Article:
Being aware of the water… as a fish. #Awareness #Education #Mindfulness

To be aware. And from that awareness to choose how we respond. In the nine-minute video below, David Foster Wallace convicted me that such lives at the heart of education. (H/T to my wife for sharing this incredible piece with me.)

THIS IS WATER – By David Foster Wallace

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Also related:

  • Fundamental Attribution Error, which I learned about in college psychology courses but didn’t really dig into until I read and re-read and studied Switch, by the Heath Brothers
  • Krista Tippett’s December 2012 interview with Jon Kabat-Zinn about the science of mindfulness – “Opening to Our Lives”


Brain Food: Education @Unboundary #BrainFood

Like others, UNBOUNDARY sees education as one of the linchpin design challenges of our time. And like others, too, we’re drawn as if by a tractor beam to play a role.

That attraction, no doubt, is fueled by the parallels we see to our quarter century of helping some of the biggest and best-known enterprises in the world rethink and transform themselves.

We enter into this challenge with a declared bias: our belief that the transformation of education is interconnected to the transformations happening now in both corporations and the social innovation space…

This bias has shaped the structure and practices of Unboundary, which now has interdependent practice areas in corporate, social innovation, and education transformation.

We also enter this challenge offering Brain Food: a proven approach for shifting the din of idea-sharing into a useful design-thinking discussion.

Brain Food is curated provocation. It is both question and answer. It is both perspective and focus.

We welcome you to Volume One, Number One of Unboundary’s Education Brain Food. And we look forward to the discussion it opens among us.

Brain Food: Education, vol. 1, no. 1

Education and the Presidential Debate 10.3.12 – my overly simplistic (and predictable) view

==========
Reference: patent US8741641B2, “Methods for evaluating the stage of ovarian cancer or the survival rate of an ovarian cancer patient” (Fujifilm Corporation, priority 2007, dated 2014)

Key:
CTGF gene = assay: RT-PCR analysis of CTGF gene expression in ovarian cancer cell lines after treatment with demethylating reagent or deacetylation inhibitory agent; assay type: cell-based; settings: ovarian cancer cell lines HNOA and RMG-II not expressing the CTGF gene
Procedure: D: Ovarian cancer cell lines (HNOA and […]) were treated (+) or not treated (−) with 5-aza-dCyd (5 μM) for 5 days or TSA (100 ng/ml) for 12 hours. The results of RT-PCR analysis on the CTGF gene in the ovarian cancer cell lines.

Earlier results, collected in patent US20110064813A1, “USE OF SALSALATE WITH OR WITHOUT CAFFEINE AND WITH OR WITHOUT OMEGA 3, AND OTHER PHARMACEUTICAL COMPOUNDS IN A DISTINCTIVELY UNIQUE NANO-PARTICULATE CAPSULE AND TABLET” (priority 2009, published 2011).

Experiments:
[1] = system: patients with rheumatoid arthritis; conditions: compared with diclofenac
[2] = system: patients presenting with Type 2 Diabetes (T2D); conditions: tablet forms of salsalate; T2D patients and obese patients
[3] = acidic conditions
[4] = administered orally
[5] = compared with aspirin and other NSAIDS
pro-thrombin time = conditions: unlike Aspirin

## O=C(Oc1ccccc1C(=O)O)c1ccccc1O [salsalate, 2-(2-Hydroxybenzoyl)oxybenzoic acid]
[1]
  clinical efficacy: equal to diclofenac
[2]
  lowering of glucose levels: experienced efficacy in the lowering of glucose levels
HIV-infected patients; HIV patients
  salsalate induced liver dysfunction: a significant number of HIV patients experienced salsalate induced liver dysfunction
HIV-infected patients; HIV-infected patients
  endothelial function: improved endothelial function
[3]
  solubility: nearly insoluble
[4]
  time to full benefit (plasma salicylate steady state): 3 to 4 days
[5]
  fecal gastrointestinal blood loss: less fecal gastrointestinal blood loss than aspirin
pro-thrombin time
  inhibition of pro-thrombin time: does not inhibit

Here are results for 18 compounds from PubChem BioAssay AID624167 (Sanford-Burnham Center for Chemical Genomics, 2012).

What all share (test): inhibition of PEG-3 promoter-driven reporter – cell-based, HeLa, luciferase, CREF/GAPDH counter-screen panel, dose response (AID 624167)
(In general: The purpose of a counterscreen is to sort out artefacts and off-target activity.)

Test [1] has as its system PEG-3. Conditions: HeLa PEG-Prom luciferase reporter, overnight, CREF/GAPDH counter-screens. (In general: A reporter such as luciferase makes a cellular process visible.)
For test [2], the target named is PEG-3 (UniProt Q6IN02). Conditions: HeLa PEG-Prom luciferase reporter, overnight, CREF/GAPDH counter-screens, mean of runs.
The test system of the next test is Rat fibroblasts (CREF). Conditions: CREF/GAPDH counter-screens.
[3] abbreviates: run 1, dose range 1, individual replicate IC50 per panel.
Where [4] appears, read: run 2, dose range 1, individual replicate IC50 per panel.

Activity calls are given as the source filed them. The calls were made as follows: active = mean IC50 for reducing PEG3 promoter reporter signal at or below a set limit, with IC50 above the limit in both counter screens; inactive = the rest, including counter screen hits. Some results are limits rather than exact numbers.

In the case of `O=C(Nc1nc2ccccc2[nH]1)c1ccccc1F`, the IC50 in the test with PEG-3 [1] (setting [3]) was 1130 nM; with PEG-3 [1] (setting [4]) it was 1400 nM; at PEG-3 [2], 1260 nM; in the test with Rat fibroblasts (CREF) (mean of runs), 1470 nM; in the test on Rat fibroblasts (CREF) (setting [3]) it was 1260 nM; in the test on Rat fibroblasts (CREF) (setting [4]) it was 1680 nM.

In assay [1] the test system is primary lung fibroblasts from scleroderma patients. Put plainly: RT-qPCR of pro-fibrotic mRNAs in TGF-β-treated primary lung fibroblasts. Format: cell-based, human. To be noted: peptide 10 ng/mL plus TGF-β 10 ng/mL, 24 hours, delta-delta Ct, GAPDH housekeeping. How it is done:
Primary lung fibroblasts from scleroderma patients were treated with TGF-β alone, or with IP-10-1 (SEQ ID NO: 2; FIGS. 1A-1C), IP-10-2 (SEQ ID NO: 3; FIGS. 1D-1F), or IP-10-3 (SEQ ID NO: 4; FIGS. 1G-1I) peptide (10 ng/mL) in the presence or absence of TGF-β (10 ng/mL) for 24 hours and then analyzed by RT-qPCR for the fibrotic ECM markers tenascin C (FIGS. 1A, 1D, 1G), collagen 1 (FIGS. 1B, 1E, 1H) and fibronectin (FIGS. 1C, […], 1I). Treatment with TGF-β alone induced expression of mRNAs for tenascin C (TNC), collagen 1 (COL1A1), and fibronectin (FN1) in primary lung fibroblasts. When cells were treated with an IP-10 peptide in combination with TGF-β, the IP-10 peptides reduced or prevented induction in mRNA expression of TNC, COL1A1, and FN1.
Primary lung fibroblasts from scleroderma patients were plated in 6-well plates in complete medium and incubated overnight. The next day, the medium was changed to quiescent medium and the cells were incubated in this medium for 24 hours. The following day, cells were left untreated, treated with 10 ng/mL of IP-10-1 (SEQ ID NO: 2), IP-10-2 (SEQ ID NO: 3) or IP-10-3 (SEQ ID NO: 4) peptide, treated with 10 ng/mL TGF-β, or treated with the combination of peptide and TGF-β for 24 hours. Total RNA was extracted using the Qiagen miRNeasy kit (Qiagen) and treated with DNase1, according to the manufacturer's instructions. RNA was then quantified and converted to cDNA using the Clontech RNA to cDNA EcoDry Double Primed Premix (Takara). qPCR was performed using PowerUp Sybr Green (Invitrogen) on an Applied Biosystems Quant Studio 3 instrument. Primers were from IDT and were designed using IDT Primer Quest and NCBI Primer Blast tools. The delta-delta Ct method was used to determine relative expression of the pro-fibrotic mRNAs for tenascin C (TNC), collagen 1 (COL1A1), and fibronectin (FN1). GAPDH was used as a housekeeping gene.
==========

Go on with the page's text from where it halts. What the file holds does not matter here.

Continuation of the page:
Last night, I tuned into the first hour of the 2012 U.S. Presidential Debate with Barack Obama and Mitt Romney. In the first few minutes, I heard education mentioned several times, but I never heard many specifics or actual plans of a concrete nature. (Perhaps I am naive and overly optimistic that I would hear such… one can dream… one should dream.)

This morning, I read a recap of the education-mentions in the debate – from EdWeek.
[After initial publish, I read this other EdWeek article – excellent!]

So, we want to enhance education so that, among other reasons, we can improve the economy. Maybe we should work to align education and the economy more purposefully. Perhaps business and education and non-profit could be considered three strands of the same chord. Perhaps they could play for the same team. Perhaps students and faculty should be considered the incredible resources they are for transforming school into more “real life.” Or for transforming more “real life” into school.

If you want to get better at the guitar, what do you do? Do you mostly sit and listen to others play the guitar? No. You PLAY THE GUITAR!

If you want to get better at soccer, what do you do? Do you mostly sit in desks and watch someone lecture on how to play soccer? No. You PLAY MORE SOCCER!

If you want to get better as an artist, what do you do? Do you mostly use your senses only to collect information in your head like a vessel to be filled? No. You MAKE ART! 

Maybe if we want learners to know how to create and contribute to the economy and the national citizenship as producers of value, we should work on an educational system that more systemically facilitates students PRACTICING such now!

[For the record – I think aspiring guitarists should listen to other musicians. I think soccer players should watch film and other games and listen to their coaches. I think artists should observe other art and visit museums. But, I think these aspiring creators should spend a huge balance of their time… creating. Creating things that matter for real audiences and learning by doing. Seems simple to me. School should be more like what we know works for the rest of our learning lives. Teachers and students are fully capable of this. I do realize the transformation is not “simple,” but we could do this together. I have no doubts.]